• Having your local utility conduct an energy audit, and follow the recommendations. These audits are often free.

3. Rising inflation and interest rates

Rising inflation, interest rates and other macroeconomic factors were triggered by pandemic shutdowns, supply chain issues, increasing demand and the war in Ukraine. According to the Minneapolis Fed, before the pandemic recovery, the U.S. had been in a low inflation environment (below 3 percent) since 2012 but is on trend to be the highest since 1990. Although older businesses experienced such an environment in the 1990s or even 1980s, newer firms have not. While the news you see in the financial press may feel doom and gloom, by focusing on SMB best practices, you can prepare for and overcome these changes.

Consider these actions to counteract rising inflation and interest rates:

  • If you’re thinking of getting a business loan, get one now to lock in rates at their current level. For example, according to Freddie Mac, the average residential mortgage rates increased by nearly 2 percentage points between early January 2022 and late May 2022, from 3.22 percent to 5.1 percent.
  • Whenever reasonable, raise prices to pass price increases from your suppliers onto your customers. Absorbing rising costs will squeeze your margins and potentially lead to financial problems.
  • Consider folding a working capital loan into an equipment or other term loan in order to lock in rates and avoid the variation you typically see in lines of credit.
  • Pursue extended terms with suppliers, such as net 30, 45 or 60 days. These carry zero interest charges for timely payments.

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4. Pricing adjustments

Business owners often focus solely on sales volume dollars as the determinant of business success. Although this is a natural reaction as sales drive business growth, only paying attention to sales can lead to margin deterioration, cash flow issues and losses.

In a competitive or inflationary market, business owners often feel pressured to reduce prices to maintain sales volume. In such cases, many owners want to provide discounts or cut prices. However, even on a temporary basis, this is rarely the answer. Few companies can generate extremely high (Walmart-like) volumes to justify low pricing.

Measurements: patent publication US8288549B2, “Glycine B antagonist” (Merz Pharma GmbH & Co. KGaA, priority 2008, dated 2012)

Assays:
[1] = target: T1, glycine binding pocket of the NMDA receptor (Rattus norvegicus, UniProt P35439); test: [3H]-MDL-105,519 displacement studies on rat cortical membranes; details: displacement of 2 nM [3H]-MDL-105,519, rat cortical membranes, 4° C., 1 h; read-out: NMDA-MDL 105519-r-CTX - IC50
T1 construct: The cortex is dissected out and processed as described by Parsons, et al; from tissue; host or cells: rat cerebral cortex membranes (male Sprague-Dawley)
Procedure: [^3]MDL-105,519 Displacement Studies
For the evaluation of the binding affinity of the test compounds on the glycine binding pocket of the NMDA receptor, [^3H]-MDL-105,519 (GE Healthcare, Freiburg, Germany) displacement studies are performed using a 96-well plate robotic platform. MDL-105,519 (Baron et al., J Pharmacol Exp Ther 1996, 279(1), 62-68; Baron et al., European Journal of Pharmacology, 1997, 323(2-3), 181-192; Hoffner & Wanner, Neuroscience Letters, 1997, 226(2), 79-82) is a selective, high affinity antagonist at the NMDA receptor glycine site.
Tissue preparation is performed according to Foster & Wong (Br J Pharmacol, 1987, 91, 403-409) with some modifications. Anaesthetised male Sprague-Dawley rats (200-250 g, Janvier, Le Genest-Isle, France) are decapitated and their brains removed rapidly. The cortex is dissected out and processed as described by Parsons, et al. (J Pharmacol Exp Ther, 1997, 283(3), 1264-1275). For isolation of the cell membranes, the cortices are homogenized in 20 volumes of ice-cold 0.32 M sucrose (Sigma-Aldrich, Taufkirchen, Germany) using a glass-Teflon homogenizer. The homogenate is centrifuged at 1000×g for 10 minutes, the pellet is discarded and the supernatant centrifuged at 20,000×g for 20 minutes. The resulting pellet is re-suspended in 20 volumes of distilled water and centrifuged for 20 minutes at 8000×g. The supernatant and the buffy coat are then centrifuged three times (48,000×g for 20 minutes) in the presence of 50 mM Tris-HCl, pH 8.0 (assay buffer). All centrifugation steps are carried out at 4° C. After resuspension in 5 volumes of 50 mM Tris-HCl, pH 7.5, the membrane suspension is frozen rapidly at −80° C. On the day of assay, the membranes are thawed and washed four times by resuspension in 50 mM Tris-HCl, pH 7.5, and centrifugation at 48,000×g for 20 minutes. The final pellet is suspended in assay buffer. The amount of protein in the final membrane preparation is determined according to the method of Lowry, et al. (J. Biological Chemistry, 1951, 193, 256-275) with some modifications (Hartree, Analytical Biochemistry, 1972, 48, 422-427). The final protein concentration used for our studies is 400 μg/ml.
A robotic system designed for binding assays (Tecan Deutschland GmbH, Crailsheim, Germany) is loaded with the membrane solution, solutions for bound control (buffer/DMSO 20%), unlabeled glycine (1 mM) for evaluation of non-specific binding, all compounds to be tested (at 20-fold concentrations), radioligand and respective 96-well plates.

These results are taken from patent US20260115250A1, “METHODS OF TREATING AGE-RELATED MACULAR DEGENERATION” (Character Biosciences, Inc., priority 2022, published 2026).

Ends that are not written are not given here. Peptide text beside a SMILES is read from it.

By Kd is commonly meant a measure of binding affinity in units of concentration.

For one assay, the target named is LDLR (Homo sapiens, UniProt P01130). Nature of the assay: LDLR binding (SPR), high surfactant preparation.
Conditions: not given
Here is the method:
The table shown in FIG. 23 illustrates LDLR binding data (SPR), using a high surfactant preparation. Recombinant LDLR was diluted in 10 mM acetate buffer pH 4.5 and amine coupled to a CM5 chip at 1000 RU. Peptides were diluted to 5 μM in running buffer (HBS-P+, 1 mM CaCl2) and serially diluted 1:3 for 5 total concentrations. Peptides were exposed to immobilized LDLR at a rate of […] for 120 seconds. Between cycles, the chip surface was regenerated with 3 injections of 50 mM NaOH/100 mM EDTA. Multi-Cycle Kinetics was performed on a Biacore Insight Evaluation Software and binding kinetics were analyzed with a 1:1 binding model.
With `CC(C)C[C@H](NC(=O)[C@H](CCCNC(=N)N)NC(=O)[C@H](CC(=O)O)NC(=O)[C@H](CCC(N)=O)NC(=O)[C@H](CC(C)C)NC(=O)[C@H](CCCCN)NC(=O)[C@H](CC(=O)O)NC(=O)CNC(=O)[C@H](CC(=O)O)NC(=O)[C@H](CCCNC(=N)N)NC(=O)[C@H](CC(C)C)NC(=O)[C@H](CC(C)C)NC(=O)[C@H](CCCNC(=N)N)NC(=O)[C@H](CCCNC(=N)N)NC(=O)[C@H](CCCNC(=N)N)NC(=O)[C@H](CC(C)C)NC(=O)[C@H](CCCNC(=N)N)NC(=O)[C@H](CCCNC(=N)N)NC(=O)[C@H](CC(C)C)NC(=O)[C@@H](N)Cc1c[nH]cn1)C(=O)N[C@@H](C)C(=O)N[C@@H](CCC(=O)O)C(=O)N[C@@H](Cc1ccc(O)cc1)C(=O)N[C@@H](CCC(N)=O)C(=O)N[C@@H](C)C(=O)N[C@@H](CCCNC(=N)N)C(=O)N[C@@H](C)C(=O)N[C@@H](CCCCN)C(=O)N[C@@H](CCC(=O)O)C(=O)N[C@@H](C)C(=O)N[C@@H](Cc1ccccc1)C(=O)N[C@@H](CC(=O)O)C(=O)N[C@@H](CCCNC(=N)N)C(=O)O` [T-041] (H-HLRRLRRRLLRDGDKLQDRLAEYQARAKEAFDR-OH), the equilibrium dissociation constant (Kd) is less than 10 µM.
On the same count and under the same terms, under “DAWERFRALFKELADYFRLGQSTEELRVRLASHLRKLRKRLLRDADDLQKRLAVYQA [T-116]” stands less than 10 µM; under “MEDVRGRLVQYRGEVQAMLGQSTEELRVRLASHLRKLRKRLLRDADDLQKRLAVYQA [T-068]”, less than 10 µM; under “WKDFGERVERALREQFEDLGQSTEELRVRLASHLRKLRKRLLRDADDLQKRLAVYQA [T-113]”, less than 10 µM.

Pricing is critically important. You need to price your product and services high enough to maintain the operating and net profit margins your firm needs to achieve strategic goals. In addition, the higher your profit margin, the more revenue flows through to your bottom line. Conversely, the lower your profit margin, the more revenue you need to generate to experience the same impact on the bottom line as certain cost reductions. For example, if you have a 10 percent profit level, a $10,000 increase in sales will produce the same impact as a $1,000 cost reduction on the bottom line. However, if your profit margin drops to 4 percent, you now need to generate $25,000 in revenue to match a $1,000 cost reduction.

To weather a changing market and strengthen your operations, try two things:

  1. Strip out or reduce costs wherever you can. Reduce what you pay for goods and services by buying in bulk, negotiating lower prices or switching suppliers. Automate operational steps where possible.
  2. Add “value” to your product or service by offering warranties or guarantees, high-level customer service, and customer checkups and follow-ups. Ensure you clearly communicate that value to customers so they fully understand your firm provides this as part of the price paid.

These four issues can place strains on your business profitability and cash flow, but the key is to think creatively about solutions and remain positive. All challenges can be dealt with and even lead to a stronger, more sustainable firm.

Samsung is dedicated to creating small business solutions that help your business grow and move forward strategically — every step of the way. You can also take advantage of exclusive business pricing through Samsung Business Direct, for discounts and financing options on everything from smartphones and tablets to desktop monitors and memory.

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Posts By

Tiffany C. Wright

Tiffany C. Wright is a former business owner and results-driven COO currently working as an SMB consultant helping owners drive major changes in their businesses and perspectives to achieve their objectives. Her clients have experienced cash flow improvement of 2 to 4 times, 20% to 250% increases in profitability, drastic increases in employee morale, transformation into salable businesses, and high owner satisfaction.

View more posts by Tiffany C. Wright